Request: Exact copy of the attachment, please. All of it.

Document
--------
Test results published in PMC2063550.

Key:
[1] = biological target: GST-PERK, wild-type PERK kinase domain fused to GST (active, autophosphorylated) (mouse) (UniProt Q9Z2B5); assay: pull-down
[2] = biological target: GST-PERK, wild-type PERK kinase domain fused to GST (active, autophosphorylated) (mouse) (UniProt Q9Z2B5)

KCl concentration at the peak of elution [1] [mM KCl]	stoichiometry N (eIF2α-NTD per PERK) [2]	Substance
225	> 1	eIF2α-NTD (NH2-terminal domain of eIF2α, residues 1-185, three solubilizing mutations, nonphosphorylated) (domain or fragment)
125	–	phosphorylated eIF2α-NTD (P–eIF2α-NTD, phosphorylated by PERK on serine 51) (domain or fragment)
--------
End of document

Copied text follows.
Test results published in PMC2063550.

Key:
[1] = biological target: GST-PERK, wild-type PERK kinase domain fused to GST (active, autophosphorylated) (mouse) (UniProt Q9Z2B5); assay: pull-down
[2] = biological target: GST-PERK, wild-type PERK kinase domain fused to GST (active, autophosphorylated) (mouse) (UniProt Q9Z2B5)

KCl concentration at the peak of elution [1] [mM KCl]	stoichiometry N (eIF2α-NTD per PERK) [2]	Substance
225	> 1	eIF2α-NTD (NH2-terminal domain of eIF2α, residues 1-185, three solubilizing mutations, nonphosphorylated) (domain or fragment)
125	–	phosphorylated eIF2α-NTD (P–eIF2α-NTD, phosphorylated by PERK on serine 51) (domain or fragment)